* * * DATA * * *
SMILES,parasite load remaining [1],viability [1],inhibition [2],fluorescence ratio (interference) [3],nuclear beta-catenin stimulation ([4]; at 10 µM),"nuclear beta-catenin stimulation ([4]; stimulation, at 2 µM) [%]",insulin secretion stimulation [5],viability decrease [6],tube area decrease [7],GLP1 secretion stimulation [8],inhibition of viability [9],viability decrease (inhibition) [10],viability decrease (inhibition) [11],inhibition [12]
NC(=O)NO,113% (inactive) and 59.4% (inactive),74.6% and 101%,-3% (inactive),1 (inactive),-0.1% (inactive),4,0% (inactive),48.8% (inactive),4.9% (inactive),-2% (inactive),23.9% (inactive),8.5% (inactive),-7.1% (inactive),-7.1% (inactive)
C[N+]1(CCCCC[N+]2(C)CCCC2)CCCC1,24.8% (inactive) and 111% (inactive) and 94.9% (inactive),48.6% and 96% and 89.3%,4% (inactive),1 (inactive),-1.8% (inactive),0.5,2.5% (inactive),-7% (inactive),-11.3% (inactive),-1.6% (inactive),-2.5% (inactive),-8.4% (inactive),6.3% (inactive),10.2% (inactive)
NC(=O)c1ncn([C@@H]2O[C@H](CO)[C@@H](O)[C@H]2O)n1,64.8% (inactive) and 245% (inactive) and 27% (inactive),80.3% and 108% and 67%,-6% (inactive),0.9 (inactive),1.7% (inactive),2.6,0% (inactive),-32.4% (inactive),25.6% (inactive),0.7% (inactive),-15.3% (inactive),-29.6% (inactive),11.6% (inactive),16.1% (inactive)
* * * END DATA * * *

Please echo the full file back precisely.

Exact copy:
SMILES,parasite load remaining [1],viability [1],inhibition [2],fluorescence ratio (interference) [3],nuclear beta-catenin stimulation ([4]; at 10 µM),"nuclear beta-catenin stimulation ([4]; stimulation, at 2 µM) [%]",insulin secretion stimulation [5],viability decrease [6],tube area decrease [7],GLP1 secretion stimulation [8],inhibition of viability [9],viability decrease (inhibition) [10],viability decrease (inhibition) [11],inhibition [12]
NC(=O)NO,113% (inactive) and 59.4% (inactive),74.6% and 101%,-3% (inactive),1 (inactive),-0.1% (inactive),4,0% (inactive),48.8% (inactive),4.9% (inactive),-2% (inactive),23.9% (inactive),8.5% (inactive),-7.1% (inactive),-7.1% (inactive)
C[N+]1(CCCCC[N+]2(C)CCCC2)CCCC1,24.8% (inactive) and 111% (inactive) and 94.9% (inactive),48.6% and 96% and 89.3%,4% (inactive),1 (inactive),-1.8% (inactive),0.5,2.5% (inactive),-7% (inactive),-11.3% (inactive),-1.6% (inactive),-2.5% (inactive),-8.4% (inactive),6.3% (inactive),10.2% (inactive)
NC(=O)c1ncn([C@@H]2O[C@H](CO)[C@@H](O)[C@H]2O)n1,64.8% (inactive) and 245% (inactive) and 27% (inactive),80.3% and 108% and 67%,-6% (inactive),0.9 (inactive),1.7% (inactive),2.6,0% (inactive),-32.4% (inactive),25.6% (inactive),0.7% (inactive),-15.3% (inactive),-29.6% (inactive),11.6% (inactive),16.1% (inactive)